WASHINGTON (April 11, 2022) — Following today’s USDA report highlighting an increase in Brazilian beef imports, the National Cattlemen’s Beef Association (NCBA) renewed its call for the immediate suspension of fresh beef imports from Brazil. NCBA has repeatedly called for a thorough audit of Brazil’s animal health and food safety system, to ensure the safety of the U.S. cattle herd. In 2021, Brazilian exports to the United States increased by 131 percent. In the first three months of 2022, Brazil has already shipped more than 50,000 metric tons of fresh beef to the U.S.
This unprecedented surge of imports triggered a temporary tariff safeguard of 26.4 percent that will apply to Brazilian beef imports for the rest of 2022. While a temporary tariff increase may discourage further imports from Brazil, it does not address the underlying concern over Brazil’s repeated failure to adhere to international animal health and food safety standards.
“We are, once again, calling on Secretary Vilsack to suspend fresh beef imports from Brazil, because of that country’s long history of failing to report BSE cases in a timely manner. It’s incredibly disappointing to have our science-based recommendations met with no notable response by the U.S. Department of Agriculture,” said NCBA Vice President of Government Affairs Ethan Lane. “As beef imports from Brazil continue to rise, we urge USDA to reconsider their stance on Brazilian beef and take necessary action to safeguard the integrity of the entire U.S. food supply chain.”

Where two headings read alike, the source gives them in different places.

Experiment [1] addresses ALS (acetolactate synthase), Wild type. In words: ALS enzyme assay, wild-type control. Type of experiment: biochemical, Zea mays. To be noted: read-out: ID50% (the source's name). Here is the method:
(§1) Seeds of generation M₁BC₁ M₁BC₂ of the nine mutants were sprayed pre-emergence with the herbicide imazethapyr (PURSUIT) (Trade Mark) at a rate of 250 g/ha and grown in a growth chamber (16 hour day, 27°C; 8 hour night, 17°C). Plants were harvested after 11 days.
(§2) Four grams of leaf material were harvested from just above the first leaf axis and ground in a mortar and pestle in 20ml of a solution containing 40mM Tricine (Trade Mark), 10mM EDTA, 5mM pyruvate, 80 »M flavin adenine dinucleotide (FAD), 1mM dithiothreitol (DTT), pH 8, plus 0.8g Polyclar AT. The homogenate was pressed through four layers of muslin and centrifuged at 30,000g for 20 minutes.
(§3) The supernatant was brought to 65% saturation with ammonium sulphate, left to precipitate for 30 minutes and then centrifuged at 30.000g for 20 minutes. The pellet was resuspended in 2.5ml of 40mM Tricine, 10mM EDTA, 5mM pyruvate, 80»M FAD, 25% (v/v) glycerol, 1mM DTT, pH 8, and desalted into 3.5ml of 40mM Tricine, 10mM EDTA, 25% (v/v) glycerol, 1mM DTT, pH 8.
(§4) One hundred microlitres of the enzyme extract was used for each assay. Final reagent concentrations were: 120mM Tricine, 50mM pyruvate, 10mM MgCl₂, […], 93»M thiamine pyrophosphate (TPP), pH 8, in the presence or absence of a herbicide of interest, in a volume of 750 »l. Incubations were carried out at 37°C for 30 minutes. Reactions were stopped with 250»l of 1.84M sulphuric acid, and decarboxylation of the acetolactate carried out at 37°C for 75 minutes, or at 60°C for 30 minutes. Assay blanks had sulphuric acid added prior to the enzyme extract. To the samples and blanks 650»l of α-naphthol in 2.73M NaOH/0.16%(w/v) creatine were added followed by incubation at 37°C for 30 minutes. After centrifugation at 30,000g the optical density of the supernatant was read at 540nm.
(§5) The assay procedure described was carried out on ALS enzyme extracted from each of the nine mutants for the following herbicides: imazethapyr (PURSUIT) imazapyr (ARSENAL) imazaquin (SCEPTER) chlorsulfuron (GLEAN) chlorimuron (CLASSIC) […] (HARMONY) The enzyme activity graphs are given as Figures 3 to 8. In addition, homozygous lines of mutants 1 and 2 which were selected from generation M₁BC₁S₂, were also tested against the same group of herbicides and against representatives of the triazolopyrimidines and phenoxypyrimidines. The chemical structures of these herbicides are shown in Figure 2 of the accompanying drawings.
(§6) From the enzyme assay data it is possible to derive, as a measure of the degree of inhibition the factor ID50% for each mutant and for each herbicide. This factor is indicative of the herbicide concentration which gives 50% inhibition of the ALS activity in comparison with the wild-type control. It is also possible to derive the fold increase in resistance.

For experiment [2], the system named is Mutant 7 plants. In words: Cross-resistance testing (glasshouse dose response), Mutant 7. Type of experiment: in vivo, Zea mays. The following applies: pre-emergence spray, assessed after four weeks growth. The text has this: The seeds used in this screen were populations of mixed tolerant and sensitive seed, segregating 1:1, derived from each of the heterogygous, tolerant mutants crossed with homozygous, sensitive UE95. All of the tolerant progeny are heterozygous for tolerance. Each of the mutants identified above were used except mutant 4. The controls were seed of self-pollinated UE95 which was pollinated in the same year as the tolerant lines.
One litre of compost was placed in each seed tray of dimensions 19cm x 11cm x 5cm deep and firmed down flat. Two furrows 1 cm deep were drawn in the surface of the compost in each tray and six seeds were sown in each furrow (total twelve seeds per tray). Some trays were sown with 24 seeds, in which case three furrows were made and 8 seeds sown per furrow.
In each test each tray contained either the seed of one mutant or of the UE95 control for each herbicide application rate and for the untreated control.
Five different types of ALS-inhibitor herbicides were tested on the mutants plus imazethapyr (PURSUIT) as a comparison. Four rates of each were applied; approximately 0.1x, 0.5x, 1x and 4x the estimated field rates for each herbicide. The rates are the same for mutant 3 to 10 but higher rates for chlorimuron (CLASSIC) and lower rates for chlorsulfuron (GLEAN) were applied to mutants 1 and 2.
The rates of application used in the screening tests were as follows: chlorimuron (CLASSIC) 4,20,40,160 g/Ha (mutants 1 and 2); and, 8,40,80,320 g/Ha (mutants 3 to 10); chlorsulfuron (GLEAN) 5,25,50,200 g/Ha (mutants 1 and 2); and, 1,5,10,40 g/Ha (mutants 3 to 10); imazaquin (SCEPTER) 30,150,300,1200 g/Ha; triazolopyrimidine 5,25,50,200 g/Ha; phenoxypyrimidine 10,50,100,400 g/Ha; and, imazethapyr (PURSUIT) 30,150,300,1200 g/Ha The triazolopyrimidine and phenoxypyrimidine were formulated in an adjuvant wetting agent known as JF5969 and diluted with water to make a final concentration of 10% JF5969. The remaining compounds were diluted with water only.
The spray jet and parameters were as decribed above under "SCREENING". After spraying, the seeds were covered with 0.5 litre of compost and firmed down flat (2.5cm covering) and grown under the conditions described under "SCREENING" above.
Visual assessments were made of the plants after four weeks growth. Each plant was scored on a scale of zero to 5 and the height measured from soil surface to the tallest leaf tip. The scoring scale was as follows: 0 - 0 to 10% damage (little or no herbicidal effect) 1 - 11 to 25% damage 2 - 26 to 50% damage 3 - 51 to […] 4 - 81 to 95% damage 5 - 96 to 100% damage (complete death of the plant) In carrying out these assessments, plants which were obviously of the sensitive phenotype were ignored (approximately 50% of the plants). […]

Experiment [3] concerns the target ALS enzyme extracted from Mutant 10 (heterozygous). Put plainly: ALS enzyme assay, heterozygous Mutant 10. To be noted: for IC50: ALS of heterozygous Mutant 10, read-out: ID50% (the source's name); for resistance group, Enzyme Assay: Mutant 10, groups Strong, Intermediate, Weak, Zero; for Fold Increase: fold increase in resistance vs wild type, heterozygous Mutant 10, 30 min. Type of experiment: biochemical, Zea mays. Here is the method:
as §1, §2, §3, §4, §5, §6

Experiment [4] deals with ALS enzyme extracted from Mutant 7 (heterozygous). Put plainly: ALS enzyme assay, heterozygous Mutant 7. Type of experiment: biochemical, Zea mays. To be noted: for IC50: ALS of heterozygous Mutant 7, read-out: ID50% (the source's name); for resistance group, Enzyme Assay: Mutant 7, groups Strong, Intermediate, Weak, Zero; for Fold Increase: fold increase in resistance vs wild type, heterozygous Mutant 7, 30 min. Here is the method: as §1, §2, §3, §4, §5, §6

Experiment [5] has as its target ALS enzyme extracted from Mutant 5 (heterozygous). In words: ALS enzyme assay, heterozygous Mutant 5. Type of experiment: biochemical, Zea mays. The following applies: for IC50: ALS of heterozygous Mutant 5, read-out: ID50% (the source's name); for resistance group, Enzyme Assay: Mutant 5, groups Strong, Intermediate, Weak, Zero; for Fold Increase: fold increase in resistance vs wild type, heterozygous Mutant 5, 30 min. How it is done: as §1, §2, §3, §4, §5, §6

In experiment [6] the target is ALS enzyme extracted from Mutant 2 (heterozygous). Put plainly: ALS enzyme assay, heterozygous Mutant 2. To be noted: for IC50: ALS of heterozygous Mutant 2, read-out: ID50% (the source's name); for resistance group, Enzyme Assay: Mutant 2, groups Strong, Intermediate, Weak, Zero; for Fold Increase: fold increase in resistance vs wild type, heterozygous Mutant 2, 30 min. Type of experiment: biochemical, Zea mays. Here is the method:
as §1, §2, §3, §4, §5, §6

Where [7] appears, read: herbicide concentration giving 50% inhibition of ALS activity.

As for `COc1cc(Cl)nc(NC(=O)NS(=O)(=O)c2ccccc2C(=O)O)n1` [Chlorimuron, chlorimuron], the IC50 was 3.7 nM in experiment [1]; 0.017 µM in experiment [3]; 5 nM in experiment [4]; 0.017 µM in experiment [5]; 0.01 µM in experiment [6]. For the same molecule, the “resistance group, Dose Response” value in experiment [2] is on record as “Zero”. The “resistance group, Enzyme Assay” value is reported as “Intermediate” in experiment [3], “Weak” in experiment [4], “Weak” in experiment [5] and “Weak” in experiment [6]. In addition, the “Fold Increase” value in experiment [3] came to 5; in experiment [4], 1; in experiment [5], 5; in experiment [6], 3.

NCBA believes that restricting Brazilian imports altogether is essential until Brazil proves it is a trustworthy and reliable trade partner, capable of adhering to our standards.
Only 12 percent of beef consumed in America is imported, and nearly 75 percent of beef imports are lean beef trimmings used in combination with fattier trimming to make ground beef. The majority of imported beef comes from countries that have formalized trade agreements with the United States or who have specific import quotas. All other beef imports are sold under the “Other Countries” annual quota of 65,000 metric tons. Beef sold under the “Other Countries” quota is a charged a rate of 4.4 cents per kilogram, and beef sold over the quota is charged a 26.4 percent tariff.
According to the latest U.S. Customs and Border Protection report, the “Other Countries” quota is full, resulting in a tariff increase on beef imports from Brazil, Japan, Ireland, Lithuania, and the United Kingdom for the remainder of 2022. A majority of the quota was met due to the 50,000 metric tons of fresh beef imports from Brazil to the United States in the first quarter of 2022.